How the Music Industry Influenced Fashion
From Camron rocking a pink fur coat, to Jennifer Lopez showing out in Juicy Couture. From Kurt Cobain in flannel, to Jay Z in a Yankee-fitted. From Madonna embracing corsets, to Pharrell Williams disregarding gender labels. From Tupac’s bandana, to Biggie Smalls in lumberjack… with the hat to match. Music has always influenced the world of fashion, dictating trends and crazes. And there’s no sign of that ever stopping. Whether it’s through lyrics or a music video, musicians have the power of impacting an industry they might not have signed up for. Success in music has intertwined with success in fashion, and it’s become difficult for one to blossom without the other. In fact, the combination of the two brought us an urban offspring we’ve all come to admire — Pop Culture.
Maybe more than any other genre, hip-hop influences fashion at a rapid pace. Rappers are the royalty of modern fashion. Some trends are short-lived, while some stick for the long-term. Others climb, climax, fall out of style, and make a comeback years or decades later; such as Public Enemy with Supreme jackets and Biggie Smalls with Coogi sweaters.
Run DMC were probably the first in the rap game to penetrate the fashion world, having stolen the show in the early 80’s. They introduced the world to adidas tracksuits and gold Cuban-link chains, and that would set the tone for decades to come. Later in the 80’s, the Beastie Boys influenced fashion off their platform. Leather jackets and denimwear were their go-to outfits, and that took the world by storm. Teenagers and young adults everywhere began incorporating that fashion sense, and the craze remained strong throughout the 90’s.
By the mid-90’s, Wu Tang Clan came into the picture. They shook the culture. There’s nothing they didn’t bring. They essentially started the baggy jeans craze. They gave Champion hoodies (oversized) the prestige they enjoy today. And they boosted the Polo Ralph Lauren scene. With all that, they established their own clothing line known as Wu Wear, and became the first rap group to find success in selling their own clothing merch.
Lowkey, Aaliyah influenced young female fashion in the late 90’s. Like Pharrell Williams, she put aside gender labels; only more aggressively. She embraced the tomboy, and ought to be credited for pioneering the crop top. She elevated the Tommy Hilfiger brand for women and revolutionized women’s fashion forever. The likes of Beyonce, Ciara, and Britney Spears caught on quick and you could notice their fashion sense shift, even following Aaliyah’s untimely death. The years after, Avril Lavigne made her mark in the fashion world. She embraced her own tomboy but incorporated a lot of punk. This fashion trend spread to grade school kids in the US and overseas, given Avril Lavigne was only 16 when she began her career.
As the 2000’s progressed, sports became an integral part of rap culture. Sports jerseys, Nike kicks, and Reebok sneakers came into play. Throwback sporting goods and retro collectors’ items became a craze. Thanks to Nelly, Jay Z, Ludacris, Missy Elliot, P Diddy, Jermaine Dupri, and many others.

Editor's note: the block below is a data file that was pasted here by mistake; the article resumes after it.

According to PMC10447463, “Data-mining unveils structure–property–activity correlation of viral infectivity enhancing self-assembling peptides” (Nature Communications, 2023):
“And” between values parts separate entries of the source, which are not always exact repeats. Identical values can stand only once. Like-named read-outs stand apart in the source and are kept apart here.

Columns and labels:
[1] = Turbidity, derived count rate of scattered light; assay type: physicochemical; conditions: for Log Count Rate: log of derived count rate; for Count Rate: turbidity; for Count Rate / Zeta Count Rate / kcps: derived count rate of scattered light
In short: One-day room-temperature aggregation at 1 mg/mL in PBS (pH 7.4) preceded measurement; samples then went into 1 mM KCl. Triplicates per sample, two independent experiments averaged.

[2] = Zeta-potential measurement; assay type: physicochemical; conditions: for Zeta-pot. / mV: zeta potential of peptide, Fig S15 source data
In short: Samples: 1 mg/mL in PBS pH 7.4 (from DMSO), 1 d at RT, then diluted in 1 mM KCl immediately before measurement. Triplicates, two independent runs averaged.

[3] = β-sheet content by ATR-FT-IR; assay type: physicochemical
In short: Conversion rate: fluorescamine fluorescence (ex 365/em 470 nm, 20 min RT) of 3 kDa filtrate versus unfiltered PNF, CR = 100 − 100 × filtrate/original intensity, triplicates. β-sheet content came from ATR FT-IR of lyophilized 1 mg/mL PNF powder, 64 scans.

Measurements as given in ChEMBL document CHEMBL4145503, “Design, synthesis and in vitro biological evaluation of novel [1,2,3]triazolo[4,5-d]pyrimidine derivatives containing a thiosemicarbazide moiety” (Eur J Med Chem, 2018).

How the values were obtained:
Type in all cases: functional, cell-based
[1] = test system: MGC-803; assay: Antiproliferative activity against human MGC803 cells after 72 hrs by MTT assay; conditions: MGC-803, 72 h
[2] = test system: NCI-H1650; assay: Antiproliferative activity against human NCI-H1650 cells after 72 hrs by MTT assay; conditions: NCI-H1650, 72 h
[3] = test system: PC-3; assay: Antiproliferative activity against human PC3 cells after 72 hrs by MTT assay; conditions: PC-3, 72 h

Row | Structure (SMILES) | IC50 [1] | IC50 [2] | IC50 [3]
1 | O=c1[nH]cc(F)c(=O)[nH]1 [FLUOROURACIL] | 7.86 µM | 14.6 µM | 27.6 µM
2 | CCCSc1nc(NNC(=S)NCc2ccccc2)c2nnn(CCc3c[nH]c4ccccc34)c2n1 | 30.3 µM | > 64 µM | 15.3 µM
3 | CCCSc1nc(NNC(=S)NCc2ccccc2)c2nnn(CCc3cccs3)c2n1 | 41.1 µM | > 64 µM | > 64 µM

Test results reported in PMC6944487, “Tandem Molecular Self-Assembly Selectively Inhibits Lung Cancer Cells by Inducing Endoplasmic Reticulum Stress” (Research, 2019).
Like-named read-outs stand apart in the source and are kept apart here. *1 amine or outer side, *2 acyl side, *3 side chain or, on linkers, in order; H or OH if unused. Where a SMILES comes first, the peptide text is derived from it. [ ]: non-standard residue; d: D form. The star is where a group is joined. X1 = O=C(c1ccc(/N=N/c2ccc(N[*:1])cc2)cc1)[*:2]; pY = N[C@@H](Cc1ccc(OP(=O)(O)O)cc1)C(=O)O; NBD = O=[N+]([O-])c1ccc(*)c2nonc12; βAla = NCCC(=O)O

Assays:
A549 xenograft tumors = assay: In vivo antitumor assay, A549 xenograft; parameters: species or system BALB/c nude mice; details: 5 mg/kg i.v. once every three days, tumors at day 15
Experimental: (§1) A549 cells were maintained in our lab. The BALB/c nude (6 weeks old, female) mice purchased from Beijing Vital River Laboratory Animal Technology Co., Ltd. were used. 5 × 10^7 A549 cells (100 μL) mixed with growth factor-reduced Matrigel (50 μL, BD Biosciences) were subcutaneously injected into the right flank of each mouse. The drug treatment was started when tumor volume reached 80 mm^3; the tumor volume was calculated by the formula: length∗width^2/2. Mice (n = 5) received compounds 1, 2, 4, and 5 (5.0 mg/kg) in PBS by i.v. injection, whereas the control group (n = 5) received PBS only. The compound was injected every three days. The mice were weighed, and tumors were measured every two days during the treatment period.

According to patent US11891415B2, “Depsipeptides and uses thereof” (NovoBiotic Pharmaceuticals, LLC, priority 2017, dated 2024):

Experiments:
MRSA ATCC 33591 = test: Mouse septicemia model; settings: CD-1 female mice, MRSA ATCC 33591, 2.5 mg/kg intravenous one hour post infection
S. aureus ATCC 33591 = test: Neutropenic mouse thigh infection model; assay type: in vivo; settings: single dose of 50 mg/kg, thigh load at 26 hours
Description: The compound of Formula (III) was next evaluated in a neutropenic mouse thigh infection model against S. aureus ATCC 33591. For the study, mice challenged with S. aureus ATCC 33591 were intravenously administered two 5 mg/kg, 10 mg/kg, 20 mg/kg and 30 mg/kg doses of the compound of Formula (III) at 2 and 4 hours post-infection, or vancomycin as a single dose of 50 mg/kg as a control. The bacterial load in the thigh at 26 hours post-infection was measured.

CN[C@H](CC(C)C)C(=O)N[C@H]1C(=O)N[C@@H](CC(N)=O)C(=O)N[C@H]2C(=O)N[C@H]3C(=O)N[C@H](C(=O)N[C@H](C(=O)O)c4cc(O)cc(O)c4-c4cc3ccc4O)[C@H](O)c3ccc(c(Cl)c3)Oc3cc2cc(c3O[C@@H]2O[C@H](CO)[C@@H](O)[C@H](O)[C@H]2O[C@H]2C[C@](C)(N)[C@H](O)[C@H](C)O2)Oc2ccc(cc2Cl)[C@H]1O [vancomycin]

Furthermore… Nike experienced a drastic increase in sales following Nelly’s hit song Air Force One’s. Versace’s North American revenues doubled around the same time Migos released Versace. And Gucci profits got a boost following the success of Lil Pump’s Gucci Gang, which has around a billion streams on Youtube. Big fashion houses reap the benefits of the rap community embracing high-fashion. And that brings us to another important point in the music-fashion saga.
The consumers of the fashion world aren’t the only ones influenced by rap and hip-hop. Fashion designers and powerhouse brands are also directly influenced and keep their eyes on the rap game. They know the power rappers possess in launching and adjusting fashion trends. Alexander Wang, world-renowned fashion designer, admitted this in a 2018 interview stating, “Hip-hop in particular has always been an important influence… I continue to be inspired by the genre as it evolves and touches all levels of society and forms of culture today.”
Rappers do still have the strongest influence in the fashion realm today, with Kanye West possibly gracing the crown. But while rap may be today’s top-influencing genre, rock music was once the top dog. Back before the days of hip-hop, Elvis Presley inspired teenagers to get fashionable for the first time. Prior to the 1950’s, fashion houses primarily targeted adults. It wasn’t until the 50’s that the television became an essential household appliance. The TV, broadcasting music, gave birth to the music-influencing-fashion argument. And Elvis was the man of the hour.
The rock and fashion relationship kept a steady pace since then, floating through eras of the Freddie Mercury, Jimi Hendrix’s, David Bowie’s, and Madonna’s. But by then, rap and hip-hop had taken over. Today, we see the likes of Kanye West, Pharrell Williams, A$AP Rocky, Possibly the best compliment to music-meets-fashion is Virgil Abloh’s career. The current artistic director of Louis Vuitton began his career DJing at the age of 18. He performed at whatever gig or festival accepted him. All the while, he was studying civil-engineering at the University of Wisconsin. At age 22, he met Kanye West. Virgil worked with Kanye for a several years, before landing an internship at Fendi. At this point, his career began transferring into the world of fashion. A few years after that internship, he launched Pyrex Vision, and followed it up with Off-White. At this point, his fashion career skyrockets. The DJing engineer student who worked with Kanye West is now the biggest face in fashion. Art compliments art. Music and fashion is no exception.
Exclusive Grail Content Waleed Sh., Managing Editor